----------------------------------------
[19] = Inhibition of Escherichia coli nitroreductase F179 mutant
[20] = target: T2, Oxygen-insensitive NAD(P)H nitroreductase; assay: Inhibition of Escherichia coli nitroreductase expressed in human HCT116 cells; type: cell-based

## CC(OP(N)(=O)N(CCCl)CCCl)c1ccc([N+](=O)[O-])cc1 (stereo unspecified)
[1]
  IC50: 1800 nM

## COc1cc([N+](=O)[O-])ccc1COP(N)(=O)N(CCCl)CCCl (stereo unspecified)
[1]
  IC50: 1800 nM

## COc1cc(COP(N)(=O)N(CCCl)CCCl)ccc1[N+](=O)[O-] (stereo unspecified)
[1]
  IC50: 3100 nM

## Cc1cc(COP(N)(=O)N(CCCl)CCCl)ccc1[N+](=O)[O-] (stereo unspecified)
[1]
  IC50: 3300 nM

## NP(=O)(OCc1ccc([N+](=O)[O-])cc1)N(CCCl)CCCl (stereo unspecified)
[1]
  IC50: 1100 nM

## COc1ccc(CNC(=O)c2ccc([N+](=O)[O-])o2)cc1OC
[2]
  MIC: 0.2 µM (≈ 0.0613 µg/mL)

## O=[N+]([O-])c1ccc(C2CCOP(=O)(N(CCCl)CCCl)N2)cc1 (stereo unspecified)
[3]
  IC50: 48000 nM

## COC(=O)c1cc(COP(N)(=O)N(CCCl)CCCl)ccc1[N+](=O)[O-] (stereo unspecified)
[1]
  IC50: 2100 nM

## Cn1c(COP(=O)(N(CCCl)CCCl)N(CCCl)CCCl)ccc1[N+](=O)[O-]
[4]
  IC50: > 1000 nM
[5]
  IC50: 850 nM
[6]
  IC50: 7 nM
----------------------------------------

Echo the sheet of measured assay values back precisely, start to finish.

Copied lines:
[19] = Inhibition of Escherichia coli nitroreductase F179 mutant
[20] = target: T2, Oxygen-insensitive NAD(P)H nitroreductase; assay: Inhibition of Escherichia coli nitroreductase expressed in human HCT116 cells; type: cell-based

## CC(OP(N)(=O)N(CCCl)CCCl)c1ccc([N+](=O)[O-])cc1 (stereo unspecified)
[1]
  IC50: 1800 nM

## COc1cc([N+](=O)[O-])ccc1COP(N)(=O)N(CCCl)CCCl (stereo unspecified)
[1]
  IC50: 1800 nM

## COc1cc(COP(N)(=O)N(CCCl)CCCl)ccc1[N+](=O)[O-] (stereo unspecified)
[1]
  IC50: 3100 nM

## Cc1cc(COP(N)(=O)N(CCCl)CCCl)ccc1[N+](=O)[O-] (stereo unspecified)
[1]
  IC50: 3300 nM

## NP(=O)(OCc1ccc([N+](=O)[O-])cc1)N(CCCl)CCCl (stereo unspecified)
[1]
  IC50: 1100 nM

## COc1ccc(CNC(=O)c2ccc([N+](=O)[O-])o2)cc1OC
[2]
  MIC: 0.2 µM (≈ 0.0613 µg/mL)

## O=[N+]([O-])c1ccc(C2CCOP(=O)(N(CCCl)CCCl)N2)cc1 (stereo unspecified)
[3]
  IC50: 48000 nM

## COC(=O)c1cc(COP(N)(=O)N(CCCl)CCCl)ccc1[N+](=O)[O-] (stereo unspecified)
[1]
  IC50: 2100 nM

## Cn1c(COP(=O)(N(CCCl)CCCl)N(CCCl)CCCl)ccc1[N+](=O)[O-]
[4]
  IC50: > 1000 nM
[5]
  IC50: 850 nM
[6]
  IC50: 7 nM